August 9, 2013
In today’s round-up of classy and tasteful intellectual property news: The developers of “Bang With Friends” are being sued by Zynga, maker of games like “Words With Friends,” for alleged trademark infringement.
“Bang With Friends” is an app that lets user select which of their Facebook friends they’d like to, ahem, be more than friends with. If two users pick each other, the app lets each of them know. Presumably, wine coolers and Marvin Gaye follow.
Understandably, “Bang With Friends” has a sleazy reputation and Zynga isn’t happy about it. It claims that “Bang With Friends” was named in an effort to freeload of the popularity of Zynga’s “With Friends” collection of games, like Hanging With Friends and Chess With Friends.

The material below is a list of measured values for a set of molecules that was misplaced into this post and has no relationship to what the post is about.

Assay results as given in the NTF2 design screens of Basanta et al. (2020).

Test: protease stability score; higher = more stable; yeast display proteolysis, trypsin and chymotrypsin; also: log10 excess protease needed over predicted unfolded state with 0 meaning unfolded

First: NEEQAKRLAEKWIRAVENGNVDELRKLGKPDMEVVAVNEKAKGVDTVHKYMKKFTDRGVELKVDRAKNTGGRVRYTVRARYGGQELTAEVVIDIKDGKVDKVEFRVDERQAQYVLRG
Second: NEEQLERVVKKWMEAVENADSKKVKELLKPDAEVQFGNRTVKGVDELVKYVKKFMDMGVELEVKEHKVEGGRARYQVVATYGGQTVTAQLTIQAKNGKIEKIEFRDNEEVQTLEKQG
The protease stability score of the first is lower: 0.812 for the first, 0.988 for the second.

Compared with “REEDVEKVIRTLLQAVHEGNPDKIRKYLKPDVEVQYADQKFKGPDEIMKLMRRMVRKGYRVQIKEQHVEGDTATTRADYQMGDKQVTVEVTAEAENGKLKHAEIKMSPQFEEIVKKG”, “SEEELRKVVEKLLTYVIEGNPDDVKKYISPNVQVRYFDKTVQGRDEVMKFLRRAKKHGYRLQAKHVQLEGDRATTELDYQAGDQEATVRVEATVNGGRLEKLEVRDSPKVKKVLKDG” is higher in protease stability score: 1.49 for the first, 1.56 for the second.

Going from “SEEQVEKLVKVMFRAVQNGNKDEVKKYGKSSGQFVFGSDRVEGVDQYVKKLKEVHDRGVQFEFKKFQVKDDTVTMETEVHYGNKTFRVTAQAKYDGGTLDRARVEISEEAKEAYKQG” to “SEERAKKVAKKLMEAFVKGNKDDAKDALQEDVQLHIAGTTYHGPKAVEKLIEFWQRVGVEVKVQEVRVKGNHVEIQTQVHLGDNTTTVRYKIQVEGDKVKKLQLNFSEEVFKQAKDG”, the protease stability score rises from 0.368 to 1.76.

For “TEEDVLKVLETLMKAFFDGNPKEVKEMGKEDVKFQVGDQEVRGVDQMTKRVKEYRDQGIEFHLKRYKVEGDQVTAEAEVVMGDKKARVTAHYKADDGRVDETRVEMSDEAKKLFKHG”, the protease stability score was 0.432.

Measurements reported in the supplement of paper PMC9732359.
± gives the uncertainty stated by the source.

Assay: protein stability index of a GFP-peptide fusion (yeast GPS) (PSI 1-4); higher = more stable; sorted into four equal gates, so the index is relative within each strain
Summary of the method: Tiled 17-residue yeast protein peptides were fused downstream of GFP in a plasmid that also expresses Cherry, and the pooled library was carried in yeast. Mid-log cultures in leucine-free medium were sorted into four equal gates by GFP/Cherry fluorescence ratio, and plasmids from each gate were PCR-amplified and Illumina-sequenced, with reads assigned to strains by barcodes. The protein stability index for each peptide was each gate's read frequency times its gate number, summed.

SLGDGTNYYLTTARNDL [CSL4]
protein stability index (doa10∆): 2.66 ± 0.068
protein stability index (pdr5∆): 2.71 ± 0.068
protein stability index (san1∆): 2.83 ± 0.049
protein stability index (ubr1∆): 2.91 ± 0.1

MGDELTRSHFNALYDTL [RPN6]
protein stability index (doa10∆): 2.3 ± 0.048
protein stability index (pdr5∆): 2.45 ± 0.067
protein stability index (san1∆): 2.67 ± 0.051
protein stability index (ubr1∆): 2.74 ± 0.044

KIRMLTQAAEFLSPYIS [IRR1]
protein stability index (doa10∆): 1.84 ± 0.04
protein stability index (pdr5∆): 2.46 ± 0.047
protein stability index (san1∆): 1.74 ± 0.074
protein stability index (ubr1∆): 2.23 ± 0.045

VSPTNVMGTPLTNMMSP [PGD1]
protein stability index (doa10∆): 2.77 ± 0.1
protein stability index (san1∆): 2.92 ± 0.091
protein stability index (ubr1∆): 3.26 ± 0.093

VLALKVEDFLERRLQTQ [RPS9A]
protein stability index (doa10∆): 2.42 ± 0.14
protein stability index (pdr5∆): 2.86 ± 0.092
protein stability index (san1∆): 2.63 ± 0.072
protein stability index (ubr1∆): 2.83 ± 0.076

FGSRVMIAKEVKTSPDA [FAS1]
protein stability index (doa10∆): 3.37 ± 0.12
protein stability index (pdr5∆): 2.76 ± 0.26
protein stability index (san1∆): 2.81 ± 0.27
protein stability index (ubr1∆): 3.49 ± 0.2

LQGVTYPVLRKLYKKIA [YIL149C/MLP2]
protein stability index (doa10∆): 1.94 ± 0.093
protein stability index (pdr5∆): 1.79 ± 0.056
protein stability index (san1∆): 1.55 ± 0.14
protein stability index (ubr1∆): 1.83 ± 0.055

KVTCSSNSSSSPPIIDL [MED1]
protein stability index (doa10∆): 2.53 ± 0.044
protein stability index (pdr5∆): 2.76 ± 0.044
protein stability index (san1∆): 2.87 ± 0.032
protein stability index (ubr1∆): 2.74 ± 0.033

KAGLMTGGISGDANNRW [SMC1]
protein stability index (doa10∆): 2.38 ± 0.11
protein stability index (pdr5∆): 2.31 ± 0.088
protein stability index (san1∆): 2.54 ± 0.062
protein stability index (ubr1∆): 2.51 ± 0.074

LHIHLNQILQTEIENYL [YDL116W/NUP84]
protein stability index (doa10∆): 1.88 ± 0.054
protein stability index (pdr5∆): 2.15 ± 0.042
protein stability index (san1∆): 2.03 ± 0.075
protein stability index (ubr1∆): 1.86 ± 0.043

Zynga has not said this publicly, but it seems fair to assume that Zynga doesn’t appreciate the funk “Bang With Friends” might cast over its squeaky clean stable of family-friend games. In trademark law, this is a concept known as “tarnishment.” Tarnishment refers to the sullying of a trademark’s name or reputation by an infringing party and is a subset of dilution, which refers to the general watering-down of a trademark’s image by a party other than the trademark-holder.
Zynga seems to stand a strong chance of succeeding here. The U.S. Patent and Trademark Office has already turned down applications for “Yacht With Friends” (huh?) and “Crosswords With Friends” because they were too close to Zynga’s trademarked names.
I was going to end this column by offering the makers of Bang With Friends some helpful, non-infringing names for their app, but I realized that I am writing this on a work computer and I am not really in the mood to have a… “conversation” with HR about what language is appropriate in the workplace.
Update: ‘Bang With Friends’ is now apparently just called “Down,” as in “I’m down to…” Classy and clever, guys!